Read the Resolution here
“9d. offer opportunities to young people to enter into a structured dialogue with local and regional authorities and to participate in politics and policy making by setting up joint decision-making mechanisms, mirroring the Council of Europe’s co-management system, in the form of joint councils composed of elected local/regional councillors and youth representatives”
Read the Resolution here
“5. [..] Local and regional authorities should promote strategies that help to tie these new acts of participation to the conventional participatory paths.”
“8. Municipal and regional youth councils are valuable instruments of youth consultation however some do not offer young people the opportunity to participate meaningfully in decision and policy-making procedures. It would be useful to analyse municipal and regional youth councils’ characteristics, powers and activities to see how these can be fully utilised to promote real youth participation in decision and policy-making.”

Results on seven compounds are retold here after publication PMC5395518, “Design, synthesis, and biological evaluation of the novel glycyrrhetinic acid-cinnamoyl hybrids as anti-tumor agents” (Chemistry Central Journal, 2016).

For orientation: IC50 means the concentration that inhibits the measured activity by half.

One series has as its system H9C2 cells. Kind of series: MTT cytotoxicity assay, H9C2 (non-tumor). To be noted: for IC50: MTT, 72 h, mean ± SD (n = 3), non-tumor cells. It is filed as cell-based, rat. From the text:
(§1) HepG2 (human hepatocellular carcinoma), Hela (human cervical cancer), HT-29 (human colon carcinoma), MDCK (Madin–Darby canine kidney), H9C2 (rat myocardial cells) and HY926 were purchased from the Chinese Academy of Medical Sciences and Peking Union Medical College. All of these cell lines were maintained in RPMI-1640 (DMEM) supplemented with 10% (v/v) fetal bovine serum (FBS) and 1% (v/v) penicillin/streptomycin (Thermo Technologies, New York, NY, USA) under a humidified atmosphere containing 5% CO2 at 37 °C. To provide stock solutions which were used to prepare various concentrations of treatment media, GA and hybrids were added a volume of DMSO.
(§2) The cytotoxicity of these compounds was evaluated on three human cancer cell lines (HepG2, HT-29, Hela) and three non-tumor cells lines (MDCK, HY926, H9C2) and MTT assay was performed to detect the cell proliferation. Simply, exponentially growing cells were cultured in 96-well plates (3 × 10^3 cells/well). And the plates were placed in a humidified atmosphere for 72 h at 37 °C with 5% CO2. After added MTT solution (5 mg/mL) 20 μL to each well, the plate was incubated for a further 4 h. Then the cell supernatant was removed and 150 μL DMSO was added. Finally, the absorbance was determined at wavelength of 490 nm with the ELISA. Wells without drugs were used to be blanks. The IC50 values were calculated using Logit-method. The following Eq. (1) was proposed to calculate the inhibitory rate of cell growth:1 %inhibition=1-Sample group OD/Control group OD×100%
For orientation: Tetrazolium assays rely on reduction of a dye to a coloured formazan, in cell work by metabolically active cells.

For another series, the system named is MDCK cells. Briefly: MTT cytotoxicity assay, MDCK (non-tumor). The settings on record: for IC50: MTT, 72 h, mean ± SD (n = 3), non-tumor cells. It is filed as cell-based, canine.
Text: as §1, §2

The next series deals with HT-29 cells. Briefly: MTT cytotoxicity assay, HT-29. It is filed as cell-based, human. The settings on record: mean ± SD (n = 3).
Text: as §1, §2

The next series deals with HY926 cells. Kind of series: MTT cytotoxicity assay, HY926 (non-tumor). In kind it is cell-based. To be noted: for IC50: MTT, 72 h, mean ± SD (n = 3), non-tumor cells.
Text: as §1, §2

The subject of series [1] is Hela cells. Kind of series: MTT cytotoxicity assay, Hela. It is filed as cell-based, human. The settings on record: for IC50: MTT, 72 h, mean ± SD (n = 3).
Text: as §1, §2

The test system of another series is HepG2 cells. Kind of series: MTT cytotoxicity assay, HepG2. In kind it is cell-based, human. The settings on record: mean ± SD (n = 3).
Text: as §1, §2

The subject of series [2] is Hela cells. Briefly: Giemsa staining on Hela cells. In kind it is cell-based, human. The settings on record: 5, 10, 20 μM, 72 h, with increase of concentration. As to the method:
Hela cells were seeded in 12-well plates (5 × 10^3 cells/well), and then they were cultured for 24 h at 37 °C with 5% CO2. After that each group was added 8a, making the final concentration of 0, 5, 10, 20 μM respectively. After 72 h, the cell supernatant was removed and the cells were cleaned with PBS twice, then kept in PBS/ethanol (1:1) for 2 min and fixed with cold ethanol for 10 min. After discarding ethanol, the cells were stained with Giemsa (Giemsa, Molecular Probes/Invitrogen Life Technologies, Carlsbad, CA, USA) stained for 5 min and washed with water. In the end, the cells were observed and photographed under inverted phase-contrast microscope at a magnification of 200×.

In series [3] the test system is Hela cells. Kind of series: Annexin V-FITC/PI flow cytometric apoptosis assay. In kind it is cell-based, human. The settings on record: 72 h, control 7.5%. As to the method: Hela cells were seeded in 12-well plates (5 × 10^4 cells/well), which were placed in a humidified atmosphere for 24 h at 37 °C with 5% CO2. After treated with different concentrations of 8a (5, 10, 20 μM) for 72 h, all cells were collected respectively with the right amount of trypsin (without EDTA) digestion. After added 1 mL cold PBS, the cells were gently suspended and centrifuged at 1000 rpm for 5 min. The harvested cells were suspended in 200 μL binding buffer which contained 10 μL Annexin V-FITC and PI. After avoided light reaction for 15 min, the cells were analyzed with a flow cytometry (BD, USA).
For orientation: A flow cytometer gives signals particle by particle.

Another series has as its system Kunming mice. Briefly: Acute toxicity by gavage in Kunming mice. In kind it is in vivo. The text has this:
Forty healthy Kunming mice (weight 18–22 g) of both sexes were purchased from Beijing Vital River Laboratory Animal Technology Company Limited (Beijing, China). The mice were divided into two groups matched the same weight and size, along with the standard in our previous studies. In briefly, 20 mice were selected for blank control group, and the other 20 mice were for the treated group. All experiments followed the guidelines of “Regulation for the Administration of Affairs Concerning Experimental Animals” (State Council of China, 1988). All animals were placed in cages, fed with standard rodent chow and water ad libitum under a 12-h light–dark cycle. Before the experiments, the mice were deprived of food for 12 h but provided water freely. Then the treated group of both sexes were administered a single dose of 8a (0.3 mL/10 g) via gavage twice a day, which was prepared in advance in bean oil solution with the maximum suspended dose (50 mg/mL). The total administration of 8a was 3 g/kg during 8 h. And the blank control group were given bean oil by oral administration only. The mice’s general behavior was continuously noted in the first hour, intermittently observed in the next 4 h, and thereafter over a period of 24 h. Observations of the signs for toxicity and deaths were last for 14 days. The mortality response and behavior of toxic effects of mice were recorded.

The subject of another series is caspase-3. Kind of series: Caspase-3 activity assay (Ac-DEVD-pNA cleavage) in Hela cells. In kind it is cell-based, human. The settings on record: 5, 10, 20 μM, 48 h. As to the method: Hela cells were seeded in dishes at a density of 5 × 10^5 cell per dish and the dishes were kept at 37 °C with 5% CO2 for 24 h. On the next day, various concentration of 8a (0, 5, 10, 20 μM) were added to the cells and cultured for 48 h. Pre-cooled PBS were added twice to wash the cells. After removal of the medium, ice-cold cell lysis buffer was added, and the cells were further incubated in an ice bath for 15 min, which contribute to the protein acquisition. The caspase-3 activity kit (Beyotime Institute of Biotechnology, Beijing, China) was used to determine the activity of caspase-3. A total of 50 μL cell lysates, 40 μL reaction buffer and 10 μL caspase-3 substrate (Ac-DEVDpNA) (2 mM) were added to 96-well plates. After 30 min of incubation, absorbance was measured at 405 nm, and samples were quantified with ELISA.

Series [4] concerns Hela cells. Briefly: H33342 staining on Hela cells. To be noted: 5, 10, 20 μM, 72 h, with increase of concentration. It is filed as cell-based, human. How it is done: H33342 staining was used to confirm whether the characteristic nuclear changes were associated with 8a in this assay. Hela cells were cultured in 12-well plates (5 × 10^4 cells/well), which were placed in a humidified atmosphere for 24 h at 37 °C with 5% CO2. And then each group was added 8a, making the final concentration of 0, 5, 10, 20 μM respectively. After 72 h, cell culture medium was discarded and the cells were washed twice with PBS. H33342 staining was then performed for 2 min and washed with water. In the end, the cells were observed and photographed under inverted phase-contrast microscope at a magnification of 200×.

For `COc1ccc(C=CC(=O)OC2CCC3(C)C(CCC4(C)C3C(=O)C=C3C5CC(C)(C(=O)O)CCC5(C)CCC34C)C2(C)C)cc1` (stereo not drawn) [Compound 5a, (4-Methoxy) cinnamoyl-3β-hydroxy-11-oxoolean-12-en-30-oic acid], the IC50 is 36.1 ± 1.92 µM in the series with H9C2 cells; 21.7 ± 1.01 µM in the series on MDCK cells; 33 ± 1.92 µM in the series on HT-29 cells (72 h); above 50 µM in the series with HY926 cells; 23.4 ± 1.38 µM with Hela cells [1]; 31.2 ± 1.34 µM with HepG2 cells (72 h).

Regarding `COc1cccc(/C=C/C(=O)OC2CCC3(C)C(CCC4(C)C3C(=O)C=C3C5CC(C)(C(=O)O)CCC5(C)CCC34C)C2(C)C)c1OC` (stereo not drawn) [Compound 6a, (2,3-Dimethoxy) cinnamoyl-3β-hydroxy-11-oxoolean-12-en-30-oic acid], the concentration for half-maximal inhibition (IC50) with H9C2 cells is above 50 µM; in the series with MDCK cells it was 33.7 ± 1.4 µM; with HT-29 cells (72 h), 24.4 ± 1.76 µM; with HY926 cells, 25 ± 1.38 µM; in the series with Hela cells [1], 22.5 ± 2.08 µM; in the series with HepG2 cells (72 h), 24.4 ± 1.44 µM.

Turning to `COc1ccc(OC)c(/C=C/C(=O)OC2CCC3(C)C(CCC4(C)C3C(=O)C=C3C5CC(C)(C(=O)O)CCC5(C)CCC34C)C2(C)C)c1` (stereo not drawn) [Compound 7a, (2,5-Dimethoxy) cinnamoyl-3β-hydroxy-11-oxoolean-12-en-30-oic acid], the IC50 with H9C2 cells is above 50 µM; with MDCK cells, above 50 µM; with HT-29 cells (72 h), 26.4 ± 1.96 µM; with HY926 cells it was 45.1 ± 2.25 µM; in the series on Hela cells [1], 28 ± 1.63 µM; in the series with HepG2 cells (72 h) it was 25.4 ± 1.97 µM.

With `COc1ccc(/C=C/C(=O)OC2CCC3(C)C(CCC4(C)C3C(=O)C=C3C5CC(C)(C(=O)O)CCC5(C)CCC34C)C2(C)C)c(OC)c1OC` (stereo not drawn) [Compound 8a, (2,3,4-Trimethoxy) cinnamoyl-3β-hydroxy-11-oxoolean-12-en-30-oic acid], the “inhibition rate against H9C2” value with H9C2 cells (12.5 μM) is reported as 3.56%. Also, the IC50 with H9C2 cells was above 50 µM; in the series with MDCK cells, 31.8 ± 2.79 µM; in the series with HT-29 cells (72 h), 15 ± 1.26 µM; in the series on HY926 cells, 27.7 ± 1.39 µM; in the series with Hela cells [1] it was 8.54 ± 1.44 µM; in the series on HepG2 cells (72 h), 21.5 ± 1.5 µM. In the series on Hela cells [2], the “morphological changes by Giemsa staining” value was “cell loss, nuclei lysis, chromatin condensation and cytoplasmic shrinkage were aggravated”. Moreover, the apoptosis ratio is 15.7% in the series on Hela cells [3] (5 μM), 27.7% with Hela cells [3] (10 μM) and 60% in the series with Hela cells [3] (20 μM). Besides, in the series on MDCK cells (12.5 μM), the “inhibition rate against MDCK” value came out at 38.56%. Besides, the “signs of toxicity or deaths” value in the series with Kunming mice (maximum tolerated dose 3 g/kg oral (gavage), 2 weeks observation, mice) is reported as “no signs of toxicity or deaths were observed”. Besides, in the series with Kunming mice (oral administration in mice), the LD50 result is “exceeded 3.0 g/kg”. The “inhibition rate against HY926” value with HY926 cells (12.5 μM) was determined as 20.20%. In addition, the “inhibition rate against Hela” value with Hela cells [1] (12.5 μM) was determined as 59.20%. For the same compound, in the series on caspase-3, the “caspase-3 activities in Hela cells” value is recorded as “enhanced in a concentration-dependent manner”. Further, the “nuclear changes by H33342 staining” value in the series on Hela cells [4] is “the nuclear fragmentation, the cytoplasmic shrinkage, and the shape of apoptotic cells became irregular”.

Read the Resolution here
“Developing local and direct democracy
1) Member States and youth organisations should acknowledge and make better use of alternative forms of young people’s political engagement (e.g. arts, sports) aiming to enrich the debate and decision-making processes.
2) Member States, local or regional authorities should encourage the establishment and the strengthening of local and regional youth councils or other equivalent youth platforms that should be open, inclusive and sustainable in order to enable young people from all backgrounds to participate and be involved in decision-making processes in accordance with the Revised European Charter on the Participation of young people in local and regional life (Congress of Local & Regional Authorities, Council of Europe).”